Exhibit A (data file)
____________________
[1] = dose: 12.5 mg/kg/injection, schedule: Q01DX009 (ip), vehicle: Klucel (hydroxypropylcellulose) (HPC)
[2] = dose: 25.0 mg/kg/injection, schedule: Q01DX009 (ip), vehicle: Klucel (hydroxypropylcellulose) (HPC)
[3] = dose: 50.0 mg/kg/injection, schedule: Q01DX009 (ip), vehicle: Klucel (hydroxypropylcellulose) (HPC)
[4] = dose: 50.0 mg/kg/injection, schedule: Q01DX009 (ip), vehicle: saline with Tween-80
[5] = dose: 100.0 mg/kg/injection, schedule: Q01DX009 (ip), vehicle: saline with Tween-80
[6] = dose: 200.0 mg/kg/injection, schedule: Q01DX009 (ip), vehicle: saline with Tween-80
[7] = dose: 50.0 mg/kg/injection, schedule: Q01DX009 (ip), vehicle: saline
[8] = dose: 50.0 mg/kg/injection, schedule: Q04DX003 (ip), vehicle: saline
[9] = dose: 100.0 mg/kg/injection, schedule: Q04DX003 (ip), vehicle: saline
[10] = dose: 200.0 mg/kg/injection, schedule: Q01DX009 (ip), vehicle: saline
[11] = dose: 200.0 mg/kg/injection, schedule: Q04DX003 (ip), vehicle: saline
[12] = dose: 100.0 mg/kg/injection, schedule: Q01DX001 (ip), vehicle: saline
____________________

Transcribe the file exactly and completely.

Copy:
[1] = dose: 12.5 mg/kg/injection, schedule: Q01DX009 (ip), vehicle: Klucel (hydroxypropylcellulose) (HPC)
[2] = dose: 25.0 mg/kg/injection, schedule: Q01DX009 (ip), vehicle: Klucel (hydroxypropylcellulose) (HPC)
[3] = dose: 50.0 mg/kg/injection, schedule: Q01DX009 (ip), vehicle: Klucel (hydroxypropylcellulose) (HPC)
[4] = dose: 50.0 mg/kg/injection, schedule: Q01DX009 (ip), vehicle: saline with Tween-80
[5] = dose: 100.0 mg/kg/injection, schedule: Q01DX009 (ip), vehicle: saline with Tween-80
[6] = dose: 200.0 mg/kg/injection, schedule: Q01DX009 (ip), vehicle: saline with Tween-80
[7] = dose: 50.0 mg/kg/injection, schedule: Q01DX009 (ip), vehicle: saline
[8] = dose: 50.0 mg/kg/injection, schedule: Q04DX003 (ip), vehicle: saline
[9] = dose: 100.0 mg/kg/injection, schedule: Q04DX003 (ip), vehicle: saline
[10] = dose: 200.0 mg/kg/injection, schedule: Q01DX009 (ip), vehicle: saline
[11] = dose: 200.0 mg/kg/injection, schedule: Q04DX003 (ip), vehicle: saline
[12] = dose: 100.0 mg/kg/injection, schedule: Q01DX001 (ip), vehicle: saline